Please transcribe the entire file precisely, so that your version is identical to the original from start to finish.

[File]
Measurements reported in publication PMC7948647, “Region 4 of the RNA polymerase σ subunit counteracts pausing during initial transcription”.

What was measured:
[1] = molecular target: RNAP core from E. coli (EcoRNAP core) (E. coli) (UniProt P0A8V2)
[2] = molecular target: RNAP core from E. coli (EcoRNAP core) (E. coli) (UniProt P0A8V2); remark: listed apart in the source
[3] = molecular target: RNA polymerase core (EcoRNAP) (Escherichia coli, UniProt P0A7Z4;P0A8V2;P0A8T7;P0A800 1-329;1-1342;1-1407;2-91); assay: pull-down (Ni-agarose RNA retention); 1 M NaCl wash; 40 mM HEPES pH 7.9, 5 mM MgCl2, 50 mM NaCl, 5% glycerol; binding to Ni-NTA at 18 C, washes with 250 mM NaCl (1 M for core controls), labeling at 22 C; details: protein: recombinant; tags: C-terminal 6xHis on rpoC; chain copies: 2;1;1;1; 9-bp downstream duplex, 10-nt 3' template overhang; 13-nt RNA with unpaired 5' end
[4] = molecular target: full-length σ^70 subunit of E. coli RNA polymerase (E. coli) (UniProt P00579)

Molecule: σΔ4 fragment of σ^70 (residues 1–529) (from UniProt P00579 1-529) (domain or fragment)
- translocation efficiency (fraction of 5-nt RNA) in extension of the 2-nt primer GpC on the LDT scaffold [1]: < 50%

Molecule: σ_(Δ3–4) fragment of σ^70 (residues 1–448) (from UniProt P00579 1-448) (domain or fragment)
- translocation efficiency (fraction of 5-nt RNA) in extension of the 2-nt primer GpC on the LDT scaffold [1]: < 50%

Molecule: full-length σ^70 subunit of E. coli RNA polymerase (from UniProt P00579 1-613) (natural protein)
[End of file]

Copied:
Measurements reported in publication PMC7948647, “Region 4 of the RNA polymerase σ subunit counteracts pausing during initial transcription”.

What was measured:
[1] = molecular target: RNAP core from E. coli (EcoRNAP core) (E. coli) (UniProt P0A8V2)
[2] = molecular target: RNAP core from E. coli (EcoRNAP core) (E. coli) (UniProt P0A8V2); remark: listed apart in the source
[3] = molecular target: RNA polymerase core (EcoRNAP) (Escherichia coli, UniProt P0A7Z4;P0A8V2;P0A8T7;P0A800 1-329;1-1342;1-1407;2-91); assay: pull-down (Ni-agarose RNA retention); 1 M NaCl wash; 40 mM HEPES pH 7.9, 5 mM MgCl2, 50 mM NaCl, 5% glycerol; binding to Ni-NTA at 18 C, washes with 250 mM NaCl (1 M for core controls), labeling at 22 C; details: protein: recombinant; tags: C-terminal 6xHis on rpoC; chain copies: 2;1;1;1; 9-bp downstream duplex, 10-nt 3' template overhang; 13-nt RNA with unpaired 5' end
[4] = molecular target: full-length σ^70 subunit of E. coli RNA polymerase (E. coli) (UniProt P00579)

Molecule: σΔ4 fragment of σ^70 (residues 1–529) (from UniProt P00579 1-529) (domain or fragment)
- translocation efficiency (fraction of 5-nt RNA) in extension of the 2-nt primer GpC on the LDT scaffold [1]: < 50%

Molecule: σ_(Δ3–4) fragment of σ^70 (residues 1–448) (from UniProt P00579 1-448) (domain or fragment)
- translocation efficiency (fraction of 5-nt RNA) in extension of the 2-nt primer GpC on the LDT scaffold [1]: < 50%

Molecule: full-length σ^70 subunit of E. coli RNA polymerase (from UniProt P00579 1-613) (natural protein)